Breaking Down the Creative Process


I’ve been thinking quite a bit lately about the creative process. When we talk about “creativity,” people generally end up putting themselves into one of two categories– creative or not creative. I’m always amused– and a bit leery– when people who consider themselves creative say that they have no creative process. That ideas “just come” to them. I’m not buying it. I can’t help but ask if ideas really do just come to them, or have they refined and streamlined their process to the point that they don’t even recognize it as a process? And if there really is a process, can someone who thinks they aren’t creative follow a series of steps that can help them become creative? The truth is, everyone has creative potential.

Graham Wallas (1858-1932) was an English social psychologist and co-founder of the London School of Economics. In Art of Thought – The Model of Creativity, written in 1926, Wallas broke down what we now refer to as the “creative process” into four distinct stages– Preparation, Incubation, Illumination, and Implementation. I’ve seen his approach described in several sources recently and over the years, but few ever seem to give any proper credit to the source material, espousing these thoughts and concepts as if they were original ideas. And so, Graham Wallas– this one’s for you, with my thanks.



It sounds simple, and maybe a bit obvious, but this first step really does lay the foundation for the entire process. Writers write, read, research, and revise. Musicians practice and rehearse. They listen to music– sometimes their own, sometimes that of their influences. Painters experiment with color and visit museums. They sketch. As a photographer, what are you doing to prepare? Do you have influences and inspiration? Do you look to other art forms? How will you nurture an idea once it’s formed? We all draw from different emotional resources, but one thing that every creative has in common at this stage in the process is that the steps can actually be pretty boring. We may enjoy walking through museums or scouting locations, and they may get the creative juices flowing,  but they are not the exciting part of the process. Preparation is, quite simply, evaluating your creative options and beginning to come up with a plan.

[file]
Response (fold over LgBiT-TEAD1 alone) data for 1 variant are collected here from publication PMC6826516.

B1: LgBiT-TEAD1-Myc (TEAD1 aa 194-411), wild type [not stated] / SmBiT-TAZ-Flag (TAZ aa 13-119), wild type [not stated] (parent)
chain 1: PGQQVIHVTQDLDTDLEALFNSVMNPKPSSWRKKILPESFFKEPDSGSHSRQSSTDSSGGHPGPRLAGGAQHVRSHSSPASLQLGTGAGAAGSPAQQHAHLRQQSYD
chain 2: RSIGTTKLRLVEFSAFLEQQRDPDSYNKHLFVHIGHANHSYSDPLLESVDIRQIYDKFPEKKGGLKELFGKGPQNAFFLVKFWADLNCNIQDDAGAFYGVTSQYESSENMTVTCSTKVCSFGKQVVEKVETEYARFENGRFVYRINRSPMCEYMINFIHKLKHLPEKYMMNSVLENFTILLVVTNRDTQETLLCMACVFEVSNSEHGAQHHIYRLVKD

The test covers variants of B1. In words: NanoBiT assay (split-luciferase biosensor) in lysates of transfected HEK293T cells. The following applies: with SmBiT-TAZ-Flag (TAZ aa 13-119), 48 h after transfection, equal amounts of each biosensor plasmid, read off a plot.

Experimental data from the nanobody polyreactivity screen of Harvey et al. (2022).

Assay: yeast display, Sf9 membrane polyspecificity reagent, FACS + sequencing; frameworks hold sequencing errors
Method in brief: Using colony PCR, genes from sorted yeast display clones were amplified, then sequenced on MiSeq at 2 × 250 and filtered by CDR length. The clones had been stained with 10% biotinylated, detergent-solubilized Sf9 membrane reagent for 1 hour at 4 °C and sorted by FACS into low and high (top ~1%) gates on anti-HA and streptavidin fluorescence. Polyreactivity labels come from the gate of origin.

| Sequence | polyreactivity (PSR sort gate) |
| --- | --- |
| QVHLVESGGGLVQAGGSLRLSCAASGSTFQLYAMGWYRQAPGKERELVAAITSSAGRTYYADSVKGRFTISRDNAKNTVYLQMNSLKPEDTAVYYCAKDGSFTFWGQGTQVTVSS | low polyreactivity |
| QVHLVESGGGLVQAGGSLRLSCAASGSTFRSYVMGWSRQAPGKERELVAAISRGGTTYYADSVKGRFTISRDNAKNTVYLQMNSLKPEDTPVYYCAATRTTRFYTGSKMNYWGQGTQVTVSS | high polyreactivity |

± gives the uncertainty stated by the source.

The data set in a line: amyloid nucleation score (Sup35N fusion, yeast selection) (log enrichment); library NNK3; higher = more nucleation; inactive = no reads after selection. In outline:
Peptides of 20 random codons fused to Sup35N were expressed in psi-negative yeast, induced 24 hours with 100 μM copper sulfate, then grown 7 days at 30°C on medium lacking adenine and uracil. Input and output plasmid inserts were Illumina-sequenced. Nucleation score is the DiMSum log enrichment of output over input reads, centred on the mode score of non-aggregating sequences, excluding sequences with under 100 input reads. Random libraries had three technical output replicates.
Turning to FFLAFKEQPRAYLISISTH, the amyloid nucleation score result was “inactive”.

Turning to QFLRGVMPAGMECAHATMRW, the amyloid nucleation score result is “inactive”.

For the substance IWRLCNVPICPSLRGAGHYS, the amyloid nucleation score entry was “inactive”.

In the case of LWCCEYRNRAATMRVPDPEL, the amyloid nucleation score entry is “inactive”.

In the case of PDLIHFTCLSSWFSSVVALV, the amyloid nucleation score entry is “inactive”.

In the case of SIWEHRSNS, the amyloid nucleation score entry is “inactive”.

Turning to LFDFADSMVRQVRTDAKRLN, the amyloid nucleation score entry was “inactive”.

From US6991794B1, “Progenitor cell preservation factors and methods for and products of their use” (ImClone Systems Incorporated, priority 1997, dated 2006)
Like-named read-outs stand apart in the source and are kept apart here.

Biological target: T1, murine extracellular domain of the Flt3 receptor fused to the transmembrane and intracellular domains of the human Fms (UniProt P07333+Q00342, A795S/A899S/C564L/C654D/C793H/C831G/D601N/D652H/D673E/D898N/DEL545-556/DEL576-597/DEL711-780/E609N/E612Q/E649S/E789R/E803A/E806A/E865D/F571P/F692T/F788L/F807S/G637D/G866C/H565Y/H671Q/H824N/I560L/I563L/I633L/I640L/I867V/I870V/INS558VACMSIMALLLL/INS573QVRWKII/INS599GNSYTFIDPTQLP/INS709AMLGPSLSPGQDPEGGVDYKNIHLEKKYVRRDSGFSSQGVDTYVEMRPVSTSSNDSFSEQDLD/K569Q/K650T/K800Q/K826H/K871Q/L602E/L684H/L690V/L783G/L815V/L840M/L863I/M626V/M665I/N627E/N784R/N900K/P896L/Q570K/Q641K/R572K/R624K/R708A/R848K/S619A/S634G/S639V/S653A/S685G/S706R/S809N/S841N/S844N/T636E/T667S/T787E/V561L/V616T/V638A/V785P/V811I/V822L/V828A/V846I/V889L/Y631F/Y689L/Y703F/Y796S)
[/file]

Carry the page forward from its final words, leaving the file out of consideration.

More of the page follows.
For me, this is where the fun begins– partially because half the time I don’t even realize it’s happening.  This is the stage where those first hints of a hopefully great idea are bouncing around in my head.  This is when I’m sitting in the car at a red light and happen to notice how the sun is hitting an object.  This is the stage when I’m flipping through a magazine  and an off-handed remark in an article brings the whole project into focus (no pun intended).  During the incubation step your conscious AND subconscious minds are working on the idea.  Wallas talked about the incubation stage being one where no real direct thought was given to the project or idea. Have you ever tried forcing an idea? It doesn’t usually work, right? Just like you sometimes have to take a break and clear your head, diverting your thoughts to other problems or projects– or to nothing at all– during the incubation stage may be just what you need for you to find yourself at…